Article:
This episode of The Archive Project features best-selling authors, and long-time pen pals, Elizabeth Gilbert and Ann Patchett. Their devoted and supportive friendship sparkles throughout their conversation as they weave comfortably through topics at the forefront of their lives as high-profile female authors.
Taking an honest and open approach, they discuss the challenge of balancing the demands of being professional, committed writers while simultaneously facing expectations from society, as women, to spend time and energy on nurturing, supporting, and caring for others. They also discuss fame and the desire/necessity for privacy and invisibility from the public eye, as well as the ups and downs of writing fiction and dedicating themselves to this craft.
“We should be miked whenever we’re together.”
“You have to write the thing that causes a revolution in your mind. …The thing that makes your heart race, that makes the hair stand up on the back of your neck, that you can’t not write.”
Ann Patchett is the author of seven novels and three books of nonfiction, including The Magician’s Assistant, Bel Canto, State of Wonder, Truth & Beauty, and This is the Story of a Happy Marriage. Her Books have been both New York Times Notable Books and New York Times bestsellers. Her work has been translated into more than thirty languages. In November of 2011, she opened Parnassus Books in Nashville, Tennessee, with her business partner Karen Hayes. She has since become a spokesperson for independent booksellers, championing books and bookstores publicly. In 2012 she was named by Time magazine as one of the 100 Most Influential People in the World.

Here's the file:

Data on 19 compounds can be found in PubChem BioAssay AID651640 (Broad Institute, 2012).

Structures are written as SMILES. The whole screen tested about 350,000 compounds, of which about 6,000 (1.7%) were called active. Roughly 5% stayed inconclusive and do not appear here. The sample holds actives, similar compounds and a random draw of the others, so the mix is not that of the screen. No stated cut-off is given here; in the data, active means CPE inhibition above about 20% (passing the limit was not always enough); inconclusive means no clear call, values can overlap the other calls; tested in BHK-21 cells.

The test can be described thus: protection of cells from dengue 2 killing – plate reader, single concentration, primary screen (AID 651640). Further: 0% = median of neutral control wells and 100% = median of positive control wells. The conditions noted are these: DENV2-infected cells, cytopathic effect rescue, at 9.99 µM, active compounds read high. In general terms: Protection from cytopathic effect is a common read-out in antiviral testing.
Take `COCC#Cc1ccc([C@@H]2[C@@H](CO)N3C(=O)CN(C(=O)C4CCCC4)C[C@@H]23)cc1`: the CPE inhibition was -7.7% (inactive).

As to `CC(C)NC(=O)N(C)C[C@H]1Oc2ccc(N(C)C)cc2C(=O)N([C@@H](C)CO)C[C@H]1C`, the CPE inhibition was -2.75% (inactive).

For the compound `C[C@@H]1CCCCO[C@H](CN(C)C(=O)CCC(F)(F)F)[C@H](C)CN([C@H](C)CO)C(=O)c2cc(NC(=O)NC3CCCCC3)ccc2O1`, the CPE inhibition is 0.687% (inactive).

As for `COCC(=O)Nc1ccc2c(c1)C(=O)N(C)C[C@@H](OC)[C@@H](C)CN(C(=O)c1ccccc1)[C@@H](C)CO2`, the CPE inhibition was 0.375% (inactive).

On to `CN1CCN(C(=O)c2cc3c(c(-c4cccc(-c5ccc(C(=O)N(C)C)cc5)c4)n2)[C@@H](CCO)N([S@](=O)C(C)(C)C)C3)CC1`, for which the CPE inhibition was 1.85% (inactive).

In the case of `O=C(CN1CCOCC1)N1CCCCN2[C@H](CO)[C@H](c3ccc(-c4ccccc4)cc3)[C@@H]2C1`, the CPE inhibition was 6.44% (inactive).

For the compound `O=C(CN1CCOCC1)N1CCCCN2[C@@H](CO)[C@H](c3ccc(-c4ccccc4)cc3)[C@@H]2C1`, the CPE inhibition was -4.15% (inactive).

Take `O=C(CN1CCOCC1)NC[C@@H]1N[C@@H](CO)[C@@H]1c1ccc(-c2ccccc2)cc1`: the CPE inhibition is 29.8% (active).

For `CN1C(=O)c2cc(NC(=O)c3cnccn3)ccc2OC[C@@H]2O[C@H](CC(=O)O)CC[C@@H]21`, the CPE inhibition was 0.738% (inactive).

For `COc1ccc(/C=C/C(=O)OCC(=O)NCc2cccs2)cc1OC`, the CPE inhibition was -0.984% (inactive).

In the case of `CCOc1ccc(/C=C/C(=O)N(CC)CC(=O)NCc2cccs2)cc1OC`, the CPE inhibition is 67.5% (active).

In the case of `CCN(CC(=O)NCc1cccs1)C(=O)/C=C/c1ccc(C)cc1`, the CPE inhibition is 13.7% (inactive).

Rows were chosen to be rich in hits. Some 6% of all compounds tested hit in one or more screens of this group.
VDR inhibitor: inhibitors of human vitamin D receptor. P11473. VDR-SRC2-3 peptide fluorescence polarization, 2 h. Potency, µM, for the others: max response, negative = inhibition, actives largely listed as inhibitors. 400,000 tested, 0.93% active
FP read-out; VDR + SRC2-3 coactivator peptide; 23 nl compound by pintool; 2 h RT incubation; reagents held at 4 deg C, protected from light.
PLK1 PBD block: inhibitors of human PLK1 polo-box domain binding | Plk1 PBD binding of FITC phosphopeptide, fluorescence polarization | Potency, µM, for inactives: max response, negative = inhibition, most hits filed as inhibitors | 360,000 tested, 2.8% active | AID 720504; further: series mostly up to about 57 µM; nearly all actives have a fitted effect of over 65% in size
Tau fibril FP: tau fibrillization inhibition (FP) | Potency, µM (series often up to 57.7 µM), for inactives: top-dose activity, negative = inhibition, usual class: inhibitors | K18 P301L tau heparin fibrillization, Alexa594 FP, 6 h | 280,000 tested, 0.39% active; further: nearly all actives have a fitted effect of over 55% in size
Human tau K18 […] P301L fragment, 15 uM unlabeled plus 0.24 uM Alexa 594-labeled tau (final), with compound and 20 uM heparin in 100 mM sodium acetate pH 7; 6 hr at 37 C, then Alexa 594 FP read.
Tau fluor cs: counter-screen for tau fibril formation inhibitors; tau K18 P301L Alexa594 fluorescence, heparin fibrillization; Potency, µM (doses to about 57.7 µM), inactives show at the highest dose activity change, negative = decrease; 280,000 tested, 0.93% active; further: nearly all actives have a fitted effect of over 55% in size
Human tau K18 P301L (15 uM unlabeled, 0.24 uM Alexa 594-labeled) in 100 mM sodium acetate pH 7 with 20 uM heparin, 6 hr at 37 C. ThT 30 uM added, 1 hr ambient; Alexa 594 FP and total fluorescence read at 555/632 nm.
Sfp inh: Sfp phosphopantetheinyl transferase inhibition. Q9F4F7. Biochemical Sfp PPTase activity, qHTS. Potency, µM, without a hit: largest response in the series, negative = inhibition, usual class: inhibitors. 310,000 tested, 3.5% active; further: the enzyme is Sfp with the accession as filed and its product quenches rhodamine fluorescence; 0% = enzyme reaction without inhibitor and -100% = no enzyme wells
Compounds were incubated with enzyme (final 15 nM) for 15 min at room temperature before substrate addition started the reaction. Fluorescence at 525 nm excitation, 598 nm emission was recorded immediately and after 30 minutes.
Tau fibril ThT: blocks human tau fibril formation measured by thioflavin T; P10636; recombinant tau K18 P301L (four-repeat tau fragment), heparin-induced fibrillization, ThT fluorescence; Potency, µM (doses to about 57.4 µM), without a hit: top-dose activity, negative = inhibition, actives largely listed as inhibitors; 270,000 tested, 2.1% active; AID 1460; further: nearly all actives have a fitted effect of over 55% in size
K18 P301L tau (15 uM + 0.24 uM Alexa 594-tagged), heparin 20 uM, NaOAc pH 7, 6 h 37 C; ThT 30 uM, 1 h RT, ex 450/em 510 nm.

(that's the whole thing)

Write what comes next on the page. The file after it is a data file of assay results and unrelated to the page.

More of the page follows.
Elizabeth Gilbert was born and raised in rural Connecticut, living on her family’s Christmas tree farm. She is best known for her memoir, Eat, Pray, Love, which was also turned into a blockbuster Hollywood film. The memoir was an international bestseller, having sold more than 10 million copies in thirty different languages. In addition to her memoirs, biographies, and other works of nonfiction, she has also written two novels: Stern Men and The Signature of All Things. The Signature of All Things was recognized as a Best Book of 2013 in The New York Times.